Business & Economy - News - March 17, 2022

Nigeria’s public debt rise by 4.1% to N39.6trn in December 2021, says DMO

By Bassey Udo

Nigeria’s public debt rose to N39.55 trillion as at December 31, 2021, the Debt Management Office (DMO) has said.

The Director-General of DMO, Patience Oniha, told reporters on Thursday in Abuja that the country’s debt represented the total external and domestic debts of the Federal Government, the 36 states of the Federation, and the Federal Capital Territory (FCT), Abuja.

The country’s total debt portfolio as at September 30, 2021, as published by the DMO on its website, stood at N38.005 trillion ( about $92.63 billion).

But the DMO DG said the rise in the country’s public debt included new borrowings by both the Federal Government and state governments.

“For the Federal Government, it would be recalled that the 2021 Appropriation and Supplementary Acts included total new borrowings of N5.48 trillion to part-finance the deficits.

In the 2022 Fiscal Appropriation Act, out of total budget deficit of N6.39 trillion, the Federal Government indicated that the financing would be mainly by borrowings, consisting N2.57 trillion each from domestic and foreign sources respectively, N1.16 trillion from multi-lateral and bi-lateral loan drawdowns, in addition to N90.7 billion from privatization proceeds.

Oniha said borrowing for the purpose of offsetting the budget deficit, and disbursements by multilateral and bilateral creditors account for a significant portion of the increase in the debt stock.

The new borrowings, the DG said, were raised from diverse sources, including issuance of Eurobonds, Sovereign Sukuk and Federal Government of Nigeria (FGN) Bonds.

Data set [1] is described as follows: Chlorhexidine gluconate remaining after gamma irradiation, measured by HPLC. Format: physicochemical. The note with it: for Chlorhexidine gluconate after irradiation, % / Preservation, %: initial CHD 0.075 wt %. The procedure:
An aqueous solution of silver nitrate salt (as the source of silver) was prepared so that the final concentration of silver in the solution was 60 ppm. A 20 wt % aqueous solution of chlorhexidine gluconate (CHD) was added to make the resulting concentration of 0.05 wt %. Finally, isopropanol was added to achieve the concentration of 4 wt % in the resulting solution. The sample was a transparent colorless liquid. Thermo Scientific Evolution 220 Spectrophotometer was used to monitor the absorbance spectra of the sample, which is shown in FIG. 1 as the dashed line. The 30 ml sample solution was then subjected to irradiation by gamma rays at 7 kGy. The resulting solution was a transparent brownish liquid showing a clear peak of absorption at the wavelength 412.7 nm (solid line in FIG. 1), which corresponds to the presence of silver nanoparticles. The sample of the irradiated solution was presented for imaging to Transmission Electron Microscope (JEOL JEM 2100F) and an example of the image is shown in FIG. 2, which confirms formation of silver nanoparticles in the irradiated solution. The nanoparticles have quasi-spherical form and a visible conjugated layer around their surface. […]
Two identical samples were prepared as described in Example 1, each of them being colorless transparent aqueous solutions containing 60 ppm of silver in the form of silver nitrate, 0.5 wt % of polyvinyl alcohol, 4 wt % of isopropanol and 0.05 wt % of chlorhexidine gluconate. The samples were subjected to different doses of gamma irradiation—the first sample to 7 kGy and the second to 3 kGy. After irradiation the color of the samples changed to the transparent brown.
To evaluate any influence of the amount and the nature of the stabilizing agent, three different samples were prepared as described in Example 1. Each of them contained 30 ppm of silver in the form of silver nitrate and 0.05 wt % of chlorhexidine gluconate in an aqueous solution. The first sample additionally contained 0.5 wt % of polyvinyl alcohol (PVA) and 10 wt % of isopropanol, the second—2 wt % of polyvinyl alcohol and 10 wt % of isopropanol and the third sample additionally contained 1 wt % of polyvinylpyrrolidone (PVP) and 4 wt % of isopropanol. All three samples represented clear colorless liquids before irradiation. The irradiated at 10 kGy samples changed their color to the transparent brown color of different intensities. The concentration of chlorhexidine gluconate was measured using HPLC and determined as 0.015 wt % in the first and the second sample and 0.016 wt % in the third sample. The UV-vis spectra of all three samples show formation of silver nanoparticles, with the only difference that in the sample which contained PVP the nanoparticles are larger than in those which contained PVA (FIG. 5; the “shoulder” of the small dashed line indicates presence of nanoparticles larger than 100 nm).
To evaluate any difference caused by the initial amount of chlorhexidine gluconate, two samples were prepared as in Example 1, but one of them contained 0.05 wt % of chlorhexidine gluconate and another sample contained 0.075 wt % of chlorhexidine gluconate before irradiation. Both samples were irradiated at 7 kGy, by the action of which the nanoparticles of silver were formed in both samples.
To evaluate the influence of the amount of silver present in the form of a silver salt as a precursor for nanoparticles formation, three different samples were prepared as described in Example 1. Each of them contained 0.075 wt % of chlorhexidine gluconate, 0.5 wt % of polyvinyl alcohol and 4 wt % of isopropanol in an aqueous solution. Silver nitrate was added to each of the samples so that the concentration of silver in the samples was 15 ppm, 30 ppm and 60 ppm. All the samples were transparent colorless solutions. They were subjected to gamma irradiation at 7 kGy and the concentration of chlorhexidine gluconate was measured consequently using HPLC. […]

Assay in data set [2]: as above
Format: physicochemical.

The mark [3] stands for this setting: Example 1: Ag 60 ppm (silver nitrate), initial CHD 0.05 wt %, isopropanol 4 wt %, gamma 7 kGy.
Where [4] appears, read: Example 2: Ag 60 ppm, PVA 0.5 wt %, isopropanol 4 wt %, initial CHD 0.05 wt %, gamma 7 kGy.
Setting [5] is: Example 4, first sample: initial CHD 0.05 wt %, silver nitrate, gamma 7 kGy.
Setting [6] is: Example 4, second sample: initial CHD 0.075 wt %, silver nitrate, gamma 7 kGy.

“These Capital raisings were utilised to finance capital projects and support economic recovery,’’ she said.

Despite criticisms by Nigerians about the country’s rising debt stock, which many say amounts to mortgage the country’s economic future, Oniha insisted the country’s debt situation was within reasonable limits.

However, she said the Federal Government had taken concrete steps to address country’s revenue challenges which made servicing of the debts burdensome.

“With the total Public Debt-to-Gross Domestic Product ratio of 22.47 percent, the debt ratio still remains within Nigeria’s self-imposed limit of 40 percent.

“This ratio is prudent when compared to the 55 percent limit advised by both the World Bank and the International Monetary Fund (IMF) for countries in Nigeria’s peer group.

“The Federal Government is mindful of the relatively high Debt-to-Revenue ratio and has initiated various measures.
“The measures are to increase revenue through the Strategic Revenue Growth Initiative and the introduction of Finance Acts since 2019,’’ she said.

Early this month, the Chairman of the Nigerian Governors’ Forum and Governor of Ekiti State, Kayode Fayemi, said on more than three occasions the Nigerian National Petroleum Company Limited, one of the country’s main revenue agencies, has been making zero contribution to the Federation Account.

The inability of the NNPC to meet its obligation to the Federation has exposed the country to serious stress and strain, as the government has to resort to huge borrowings to finance its programme of infrastructure development.

Leave a Reply

Your email address will not be published.

Check Also

Seplat Energy sets 2024 deadline to end carbon emissions in Nigeria

By Bassey Udo Seplat Energy PLC, one of Nigeria’s most successful indigenous oil and…